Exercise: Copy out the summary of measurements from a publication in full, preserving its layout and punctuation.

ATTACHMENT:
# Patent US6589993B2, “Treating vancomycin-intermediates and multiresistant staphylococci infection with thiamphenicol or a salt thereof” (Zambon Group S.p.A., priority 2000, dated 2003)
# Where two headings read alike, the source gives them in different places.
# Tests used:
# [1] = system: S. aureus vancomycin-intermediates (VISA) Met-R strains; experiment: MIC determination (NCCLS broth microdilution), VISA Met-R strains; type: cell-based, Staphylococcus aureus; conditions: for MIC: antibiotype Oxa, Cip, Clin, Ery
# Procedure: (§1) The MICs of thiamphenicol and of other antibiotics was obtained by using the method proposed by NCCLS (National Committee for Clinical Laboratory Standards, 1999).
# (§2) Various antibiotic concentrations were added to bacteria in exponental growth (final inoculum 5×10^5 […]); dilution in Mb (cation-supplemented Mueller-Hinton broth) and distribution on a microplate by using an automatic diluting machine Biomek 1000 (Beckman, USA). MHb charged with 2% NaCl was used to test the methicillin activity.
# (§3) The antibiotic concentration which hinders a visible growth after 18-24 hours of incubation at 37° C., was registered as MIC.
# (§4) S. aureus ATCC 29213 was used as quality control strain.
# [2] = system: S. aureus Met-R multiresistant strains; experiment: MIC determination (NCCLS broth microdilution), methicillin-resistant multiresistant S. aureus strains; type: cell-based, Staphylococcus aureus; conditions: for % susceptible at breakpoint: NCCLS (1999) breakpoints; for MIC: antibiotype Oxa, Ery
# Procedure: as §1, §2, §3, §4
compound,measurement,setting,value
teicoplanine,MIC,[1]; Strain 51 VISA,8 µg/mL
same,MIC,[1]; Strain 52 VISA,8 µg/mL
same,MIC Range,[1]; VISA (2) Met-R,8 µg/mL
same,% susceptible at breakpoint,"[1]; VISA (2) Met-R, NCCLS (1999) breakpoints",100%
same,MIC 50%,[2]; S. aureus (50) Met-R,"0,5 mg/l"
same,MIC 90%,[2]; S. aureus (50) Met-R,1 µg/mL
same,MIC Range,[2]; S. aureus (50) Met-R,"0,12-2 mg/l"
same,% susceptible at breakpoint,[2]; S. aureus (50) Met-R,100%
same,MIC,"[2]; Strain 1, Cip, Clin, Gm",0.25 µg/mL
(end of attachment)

# Patent US6589993B2, “Treating vancomycin-intermediates and multiresistant staphylococci infection with thiamphenicol or a salt thereof” (Zambon Group S.p.A., priority 2000, dated 2003)
# Where two headings read alike, the source gives them in different places.
# Tests used:
# [1] = system: S. aureus vancomycin-intermediates (VISA) Met-R strains; experiment: MIC determination (NCCLS broth microdilution), VISA Met-R strains; type: cell-based, Staphylococcus aureus; conditions: for MIC: antibiotype Oxa, Cip, Clin, Ery
# Procedure: (§1) The MICs of thiamphenicol and of other antibiotics was obtained by using the method proposed by NCCLS (National Committee for Clinical Laboratory Standards, 1999).
# (§2) Various antibiotic concentrations were added to bacteria in exponental growth (final inoculum 5×10^5 […]); dilution in Mb (cation-supplemented Mueller-Hinton broth) and distribution on a microplate by using an automatic diluting machine Biomek 1000 (Beckman, USA). MHb charged with 2% NaCl was used to test the methicillin activity.
# (§3) The antibiotic concentration which hinders a visible growth after 18-24 hours of incubation at 37° C., was registered as MIC.
# (§4) S. aureus ATCC 29213 was used as quality control strain.
# [2] = system: S. aureus Met-R multiresistant strains; experiment: MIC determination (NCCLS broth microdilution), methicillin-resistant multiresistant S. aureus strains; type: cell-based, Staphylococcus aureus; conditions: for % susceptible at breakpoint: NCCLS (1999) breakpoints; for MIC: antibiotype Oxa, Ery
# Procedure: as §1, §2, §3, §4
compound,measurement,setting,value
teicoplanine,MIC,[1]; Strain 51 VISA,8 µg/mL
same,MIC,[1]; Strain 52 VISA,8 µg/mL
same,MIC Range,[1]; VISA (2) Met-R,8 µg/mL
same,% susceptible at breakpoint,"[1]; VISA (2) Met-R, NCCLS (1999) breakpoints",100%
same,MIC 50%,[2]; S. aureus (50) Met-R,"0,5 mg/l"
same,MIC 90%,[2]; S. aureus (50) Met-R,1 µg/mL
same,MIC Range,[2]; S. aureus (50) Met-R,"0,12-2 mg/l"
same,% susceptible at breakpoint,[2]; S. aureus (50) Met-R,100%
same,MIC,"[2]; Strain 1, Cip, Clin, Gm",0.25 µg/mL